The only thing in the world that "really helps" is to move to the country of the language you're learning and live there for a few years. Everything else is "book stuff". Using Duolingo and other online resources are only as good as reading a guide on "how to survive in the wild" is when it comes to actually surviving in the wild. You're going to learn how to do it...but you're not gonna know how to do it in a real world situation. Your main goal of learning something is to be able to DO IT, right? Your main goal of learning is not "to learn", it's "to do". The best way to learn how to "do it" is to get out there and...do it. Of course, online resoruces and book study definitely helps and gives you a leg up, but it doesn't matter how many books you read, you will be lost in the sauce the first time you attempt it for real. Speaking a new language for the first time in a REAL situation is like a system shoker to the entire brain and body. Then once you come out of shock you realize just how little you actually know in the language. Speaking is key to communicating. You have to SPEAK. Try a website that lets you connect with people from the country of the language you're learning, there's a lot of sites like that. Use that combined with Duolingo, youtube, Netflix and other resources and you'll be able to get REALLY far in your language learning.
If you want to obtain native fluency then you need to live in a country where the language is spoken, but I can tell you from experience that studying a language before you go overseas is invaluable. When I lived in Japan the first time I had studied Japanese for two years at the university of Hawaii. I was miles ahead of foreigners I met in Japan who went without studying, and they never caught up with me.
Studying is good. Yes, it will only take you so far but it’s best to study before you go wherever you go. Duolingo is a huge help.
I disagree Sir, it is true that you wont be able to reach a native fluency if you aren't surrounded by a native environment, but when I started here I wasn't able sustain any type of conversation in portuguese or russian and now I can so if increasing your knowledge from 0% to 15%,30%,50%, is not "real help" than what it could be??? haha its a free app guys and no matter and what subject you are learning you'll always be able improve with any other type of aid.
Sure! Duolingo helps a lot! The engagement is very great! Try to watch tv series, reading texts before you sleep and so on; keep motivated. Before you click to start a lesson on Duolingo, you can read the explanation, it's much better to understand! If you feel good using duolingo, continue the process and never stop studying.
Here's how I learned Russian. 1. - 1 solid year of Duolingo so that I get the basics right. 2. - mylanguageexchange.com account ( they're not paying me for this) and becoming penpals with a russian girl who helped me learn on skype, in exchange i helped her with English 3. - Lots of Russian movies and TVshows, vloggers and music 4. - A lot of love for Russian cculture and Language.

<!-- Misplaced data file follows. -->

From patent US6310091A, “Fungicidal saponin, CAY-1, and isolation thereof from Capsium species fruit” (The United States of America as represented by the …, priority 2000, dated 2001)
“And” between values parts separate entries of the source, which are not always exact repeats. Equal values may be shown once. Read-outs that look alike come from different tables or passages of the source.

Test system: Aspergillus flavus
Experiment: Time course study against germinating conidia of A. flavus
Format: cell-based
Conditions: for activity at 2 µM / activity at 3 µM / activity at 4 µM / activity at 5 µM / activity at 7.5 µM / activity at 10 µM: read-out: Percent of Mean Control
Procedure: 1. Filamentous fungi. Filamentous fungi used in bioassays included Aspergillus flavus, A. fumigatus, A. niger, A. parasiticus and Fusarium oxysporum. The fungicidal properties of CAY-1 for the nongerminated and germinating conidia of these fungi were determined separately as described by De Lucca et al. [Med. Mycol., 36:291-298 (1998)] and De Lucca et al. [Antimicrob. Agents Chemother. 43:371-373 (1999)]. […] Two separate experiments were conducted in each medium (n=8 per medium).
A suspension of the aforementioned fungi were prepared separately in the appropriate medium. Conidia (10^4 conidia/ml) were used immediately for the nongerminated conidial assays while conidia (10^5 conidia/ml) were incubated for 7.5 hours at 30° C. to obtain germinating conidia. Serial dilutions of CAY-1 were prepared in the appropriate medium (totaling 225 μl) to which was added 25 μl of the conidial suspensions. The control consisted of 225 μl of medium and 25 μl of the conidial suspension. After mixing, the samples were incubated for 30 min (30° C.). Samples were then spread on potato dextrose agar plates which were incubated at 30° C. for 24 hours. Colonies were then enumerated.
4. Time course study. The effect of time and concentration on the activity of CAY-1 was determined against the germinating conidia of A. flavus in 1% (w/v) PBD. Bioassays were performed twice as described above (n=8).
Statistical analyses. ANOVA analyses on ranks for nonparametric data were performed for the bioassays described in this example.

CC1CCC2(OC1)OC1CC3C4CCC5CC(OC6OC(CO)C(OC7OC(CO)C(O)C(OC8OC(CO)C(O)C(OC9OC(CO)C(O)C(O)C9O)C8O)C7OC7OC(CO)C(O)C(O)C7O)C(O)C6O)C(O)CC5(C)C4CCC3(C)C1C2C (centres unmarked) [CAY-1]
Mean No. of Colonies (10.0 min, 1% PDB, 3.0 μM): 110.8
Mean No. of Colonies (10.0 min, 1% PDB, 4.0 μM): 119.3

Duo gives you basics so that you can pull yourself up to fluency, but itself alone is not enough.
Right now I'm trying to do the same with German, which is considerably easier.
wow! That was the most novel thing I've heard all day! ;) Just messing with you man!
It sure does. While it can't teach you everything, it can give you a sound foundation to help you go beyond. Before starting Russian, my first language on Duolingo, I had no idea how to learn a language. Without Duolingo, I doubt I would have gotten very far in Russian. To this day, when I'm at an intermediate level, it still helps me review and remember the basics.
If you're curious, here are the resources besides Duolingo I use (or used):
https://www.memrise.com/courses/english/?q=russian —I highly recommend the Memrise-created series.
https://lingvist.com/ —I use the French from Russian course, but I haven't tried the Russian from English course.
https://www.clozemaster.com/ —A must for every language learner.
http://www.russianlessons.net/ —Helps with grammar, especially the cases.
http://context.reverso.net/translation/ —For looking up words and seeing how they're used.
Thanks for that. I'd like to suggest that Real Russian Club on YT run by a personable woman (Daria) is worth looking at -all sorts of language learning techniques/methods are to be found.
Ah, I've seen one of her videos and heard her podcast a few times. Certainly worth looking at. A channel I recommend is Natasha Speaks Russian. She speaks only in Russian (all of her videos have subtitles in English and Russian, though) while explaining things that are useful for beginners and intermediate learners.
It helps, but no you need more than just it. In addition to the resources people have mentioned, look into apps where you can exchange language with native speakers.
Tandem HelloTalk Speaky
Tandem has a lot of Russian speakers that are really nice and eager to talk and help.
I doubt I will ever learn a language only with Duolingo, but Duo helps me tremendously with Russian. The most important thing with studying languages is practice and Duo gives me a lot of that. I have bought exercise books, but when you made an exercise in them you can't do it again and it never pronounce the words for you.